Jesus’ does not meet his contemporaries’ expectations of who ‘Messiah’ should or indeed could be, he does not come with armies or political might, he does not seek to violently overthrow the political/social establishment. Rather, he heals those who have been victims of the system.
At stake in our text is the behavior of Jesus. From the early church to Bultmann this text has been understood as a ‘Hellenistic’ affirmation of some sort of ontological identity of being. This is not exactly incorrect but if taken as a purely metaphysical equation, it misses the fundamental hermeneutical implication: namely that Jesus’ behaves as God behaves. It is Jesus’ behavior that causes him problems with his contemporaries for in his behavior he exhibits a different character than that typically associated with ‘God.’ He does not come with power, he comes serving, he does not come with judgement, he comes with healing, he does not come with vengeance, he comes with forgiveness. In short, he does not come and fit our expectations of God.
The Christology of the Fourth Gospel bears eloquent witness to this (John 5:36). We must, therefore, re-open the question that so engaged the early church: what is the relation of the Son to the Father? But we must now turn it on its head, because we think we know who God is and what God is like. And as we have pointed out over and over, the modern, popular Christian God is fundamentally no different than the gods of the victimage mechanism. Today we must ask: Is God like Jesus? This is what our text does and in so doing asks us to reconsider who we think God is and what God is like.
When we do so, we can authentically affirm the christological ‘homoousias’ of the Nicene creed that will have a new power and urgency and indeed will inform our mission as Jesus’ sheep, those who follow him. If we dare to recite this creed on Sunday mornings, it will either bear witness to us or it will bear witness against us. Are we those who acknowledge the identity of Jesus with the Creator abba? Or are we those who only see similarities (as perhaps the Arians did)?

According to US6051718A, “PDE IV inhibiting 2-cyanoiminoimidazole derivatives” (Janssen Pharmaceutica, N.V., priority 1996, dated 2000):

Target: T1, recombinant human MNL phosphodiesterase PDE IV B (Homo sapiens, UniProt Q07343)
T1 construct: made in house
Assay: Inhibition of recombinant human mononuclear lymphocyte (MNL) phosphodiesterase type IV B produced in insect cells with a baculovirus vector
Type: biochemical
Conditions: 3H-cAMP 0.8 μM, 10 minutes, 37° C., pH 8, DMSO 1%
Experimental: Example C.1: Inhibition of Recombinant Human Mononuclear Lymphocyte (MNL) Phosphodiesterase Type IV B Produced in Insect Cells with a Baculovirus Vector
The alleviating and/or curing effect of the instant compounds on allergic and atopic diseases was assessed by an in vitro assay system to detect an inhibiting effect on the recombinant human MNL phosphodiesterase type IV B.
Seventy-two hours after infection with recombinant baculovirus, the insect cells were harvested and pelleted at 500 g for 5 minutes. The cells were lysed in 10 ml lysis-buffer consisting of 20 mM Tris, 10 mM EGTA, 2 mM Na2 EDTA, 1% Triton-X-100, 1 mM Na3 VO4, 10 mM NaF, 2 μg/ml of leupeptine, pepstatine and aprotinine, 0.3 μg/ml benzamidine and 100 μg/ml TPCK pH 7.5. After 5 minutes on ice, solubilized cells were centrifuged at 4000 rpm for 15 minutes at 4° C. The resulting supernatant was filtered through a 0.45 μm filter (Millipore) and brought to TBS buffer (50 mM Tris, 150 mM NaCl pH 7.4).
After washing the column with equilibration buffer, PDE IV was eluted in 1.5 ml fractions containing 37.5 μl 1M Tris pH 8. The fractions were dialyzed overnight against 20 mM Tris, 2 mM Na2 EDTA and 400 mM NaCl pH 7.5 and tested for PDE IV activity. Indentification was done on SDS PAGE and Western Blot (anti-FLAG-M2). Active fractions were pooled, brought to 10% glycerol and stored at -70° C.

Brown (commentary) points out that the text has traditional elements similar to those of the Synoptics about the confusion created by Jesus. “The two questions implied in vss 24 and 33 about Jesus being Messiah and God (or Son of God) are exactly the questions that the Synoptic Gospels set in the framework of the trial of Jesus before the Sanhedrin…We have suggested that in scattering these charges throughout a longer final ministry in Jerusalem, John may be giving a truer picture.”
Schnackenburg (Commentary Vol 2) observes ‘that Jesus did not in fact reveal himself as ‘openly’ as is suggested by the revelatory discourses in the Johannine Gospel.” This is correct. But neither Brown nor Schnackenburg note the crucial hermeneutic that the Fourth Gospel gives us, namely that this discourse occurs at the Feast of Dedication (Channakah), a time that celebrated the violent Maccabean revolt. There is an explicit contrast between the type of leader/Messiah that openly asserts and indeed demands violence as a social solution and that of Jesus’ ministry in our text. Jesus himself has an explicit anti-Maccabean posture as we have pointed out in his use of Psalm 110 (The Biblical Testaments as a Marriage of Convenience). A mimetic theoretical reading of this passage yields an interpretation that is at once both orthodox (inasmuch as it can affirm the positive mimesis of Jesus with the Father) as well as a radical thrust (inasmuch as it points to the negative mimetic reaction of his contemporaries who will stone, i.e., scapegoat him).